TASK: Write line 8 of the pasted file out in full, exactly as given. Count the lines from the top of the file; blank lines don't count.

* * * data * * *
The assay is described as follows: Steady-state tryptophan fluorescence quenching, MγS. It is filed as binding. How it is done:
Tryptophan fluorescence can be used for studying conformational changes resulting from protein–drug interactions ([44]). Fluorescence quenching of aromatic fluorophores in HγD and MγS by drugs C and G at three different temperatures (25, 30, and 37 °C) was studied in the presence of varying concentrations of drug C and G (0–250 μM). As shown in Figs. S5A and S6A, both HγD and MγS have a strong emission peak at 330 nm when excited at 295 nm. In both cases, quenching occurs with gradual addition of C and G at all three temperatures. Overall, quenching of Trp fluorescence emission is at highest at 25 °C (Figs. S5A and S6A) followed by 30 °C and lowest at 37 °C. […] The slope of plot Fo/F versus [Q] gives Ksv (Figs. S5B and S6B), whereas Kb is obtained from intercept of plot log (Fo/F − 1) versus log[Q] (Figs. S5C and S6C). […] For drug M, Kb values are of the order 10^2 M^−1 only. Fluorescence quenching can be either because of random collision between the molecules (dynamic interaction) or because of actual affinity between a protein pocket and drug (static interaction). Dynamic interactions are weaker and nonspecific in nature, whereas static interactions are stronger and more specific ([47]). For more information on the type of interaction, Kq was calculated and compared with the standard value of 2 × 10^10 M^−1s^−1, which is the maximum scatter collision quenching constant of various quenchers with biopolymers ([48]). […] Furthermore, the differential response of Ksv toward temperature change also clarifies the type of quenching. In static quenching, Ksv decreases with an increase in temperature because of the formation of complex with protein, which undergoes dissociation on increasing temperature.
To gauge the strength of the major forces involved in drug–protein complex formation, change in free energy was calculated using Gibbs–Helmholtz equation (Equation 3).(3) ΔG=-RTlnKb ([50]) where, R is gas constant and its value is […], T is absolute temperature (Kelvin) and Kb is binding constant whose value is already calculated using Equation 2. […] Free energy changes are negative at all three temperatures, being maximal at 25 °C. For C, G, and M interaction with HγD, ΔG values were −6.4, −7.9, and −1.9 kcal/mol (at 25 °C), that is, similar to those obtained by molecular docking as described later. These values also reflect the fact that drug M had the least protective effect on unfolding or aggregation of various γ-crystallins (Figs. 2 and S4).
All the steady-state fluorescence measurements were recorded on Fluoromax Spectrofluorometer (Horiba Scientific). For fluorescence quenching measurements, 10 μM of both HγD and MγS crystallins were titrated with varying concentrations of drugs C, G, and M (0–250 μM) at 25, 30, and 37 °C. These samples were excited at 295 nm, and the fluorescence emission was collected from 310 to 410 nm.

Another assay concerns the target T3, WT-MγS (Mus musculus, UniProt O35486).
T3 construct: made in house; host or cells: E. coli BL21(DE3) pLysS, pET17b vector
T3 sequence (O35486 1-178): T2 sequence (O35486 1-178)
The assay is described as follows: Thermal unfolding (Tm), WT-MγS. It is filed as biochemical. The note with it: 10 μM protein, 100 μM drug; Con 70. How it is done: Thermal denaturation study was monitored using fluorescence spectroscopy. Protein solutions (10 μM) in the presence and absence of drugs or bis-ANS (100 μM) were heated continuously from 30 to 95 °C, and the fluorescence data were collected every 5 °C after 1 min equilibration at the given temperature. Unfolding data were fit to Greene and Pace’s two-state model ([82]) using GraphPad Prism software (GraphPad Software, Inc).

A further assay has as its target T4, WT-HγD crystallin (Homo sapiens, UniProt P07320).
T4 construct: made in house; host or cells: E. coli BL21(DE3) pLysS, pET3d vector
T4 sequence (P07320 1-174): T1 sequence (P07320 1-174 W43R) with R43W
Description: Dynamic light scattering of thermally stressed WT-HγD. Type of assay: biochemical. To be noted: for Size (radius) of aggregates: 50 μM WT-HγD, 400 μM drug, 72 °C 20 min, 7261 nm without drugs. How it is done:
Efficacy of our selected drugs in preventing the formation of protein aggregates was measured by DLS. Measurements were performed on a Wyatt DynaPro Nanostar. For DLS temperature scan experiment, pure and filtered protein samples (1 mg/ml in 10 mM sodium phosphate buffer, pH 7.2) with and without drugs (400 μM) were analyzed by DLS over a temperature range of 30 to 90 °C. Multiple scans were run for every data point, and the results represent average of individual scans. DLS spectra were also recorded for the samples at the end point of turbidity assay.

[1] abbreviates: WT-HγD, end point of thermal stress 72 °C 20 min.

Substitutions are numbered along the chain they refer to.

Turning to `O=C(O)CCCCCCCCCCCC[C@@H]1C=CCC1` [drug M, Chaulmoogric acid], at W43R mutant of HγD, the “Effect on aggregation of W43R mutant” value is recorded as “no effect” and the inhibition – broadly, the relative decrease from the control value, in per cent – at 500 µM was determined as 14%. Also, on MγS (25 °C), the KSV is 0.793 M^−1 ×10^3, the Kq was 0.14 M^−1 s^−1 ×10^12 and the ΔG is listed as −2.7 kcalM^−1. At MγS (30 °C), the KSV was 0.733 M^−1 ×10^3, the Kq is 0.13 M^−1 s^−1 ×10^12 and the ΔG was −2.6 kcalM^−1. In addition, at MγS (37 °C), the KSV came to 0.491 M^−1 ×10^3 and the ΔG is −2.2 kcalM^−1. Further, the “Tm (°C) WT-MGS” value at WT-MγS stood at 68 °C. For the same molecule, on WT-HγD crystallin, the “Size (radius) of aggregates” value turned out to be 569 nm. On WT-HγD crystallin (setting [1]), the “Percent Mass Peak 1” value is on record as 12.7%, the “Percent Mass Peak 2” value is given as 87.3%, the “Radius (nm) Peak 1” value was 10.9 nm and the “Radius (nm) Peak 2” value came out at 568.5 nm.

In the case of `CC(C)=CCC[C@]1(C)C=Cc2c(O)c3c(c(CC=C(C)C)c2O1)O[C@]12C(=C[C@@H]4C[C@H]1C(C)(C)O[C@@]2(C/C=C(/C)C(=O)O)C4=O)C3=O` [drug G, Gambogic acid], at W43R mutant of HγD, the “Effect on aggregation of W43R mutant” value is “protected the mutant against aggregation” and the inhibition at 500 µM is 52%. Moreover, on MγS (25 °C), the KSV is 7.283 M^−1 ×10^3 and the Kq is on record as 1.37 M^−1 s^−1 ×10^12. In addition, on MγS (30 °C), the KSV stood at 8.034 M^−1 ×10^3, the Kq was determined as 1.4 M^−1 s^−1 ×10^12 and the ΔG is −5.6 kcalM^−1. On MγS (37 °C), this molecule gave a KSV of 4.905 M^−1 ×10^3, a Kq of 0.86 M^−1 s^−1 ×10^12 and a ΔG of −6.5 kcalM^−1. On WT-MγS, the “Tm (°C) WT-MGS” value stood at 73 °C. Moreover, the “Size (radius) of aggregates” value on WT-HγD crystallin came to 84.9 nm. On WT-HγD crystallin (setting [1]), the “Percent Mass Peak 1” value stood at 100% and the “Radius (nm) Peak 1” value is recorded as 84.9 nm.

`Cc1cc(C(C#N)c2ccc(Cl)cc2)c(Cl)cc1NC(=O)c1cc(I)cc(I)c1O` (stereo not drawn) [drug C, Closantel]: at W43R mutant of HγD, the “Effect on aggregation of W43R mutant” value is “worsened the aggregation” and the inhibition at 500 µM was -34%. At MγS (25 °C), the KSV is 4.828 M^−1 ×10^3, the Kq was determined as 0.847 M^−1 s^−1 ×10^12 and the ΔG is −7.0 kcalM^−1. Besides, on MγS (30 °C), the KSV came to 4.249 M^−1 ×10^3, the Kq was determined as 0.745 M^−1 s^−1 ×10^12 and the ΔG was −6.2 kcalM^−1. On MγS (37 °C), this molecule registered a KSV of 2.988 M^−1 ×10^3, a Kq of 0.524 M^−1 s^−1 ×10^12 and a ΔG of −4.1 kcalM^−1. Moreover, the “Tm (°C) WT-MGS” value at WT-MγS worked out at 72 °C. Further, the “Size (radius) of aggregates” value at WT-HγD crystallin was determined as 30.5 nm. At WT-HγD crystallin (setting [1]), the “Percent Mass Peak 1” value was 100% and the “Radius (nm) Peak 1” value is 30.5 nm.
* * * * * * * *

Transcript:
The assay is described as follows: Thermal unfolding (Tm), WT-MγS. It is filed as biochemical. The note with it: 10 μM protein, 100 μM drug; Con 70. How it is done: Thermal denaturation study was monitored using fluorescence spectroscopy. Protein solutions (10 μM) in the presence and absence of drugs or bis-ANS (100 μM) were heated continuously from 30 to 95 °C, and the fluorescence data were collected every 5 °C after 1 min equilibration at the given temperature. Unfolding data were fit to Greene and Pace’s two-state model ([82]) using GraphPad Prism software (GraphPad Software, Inc).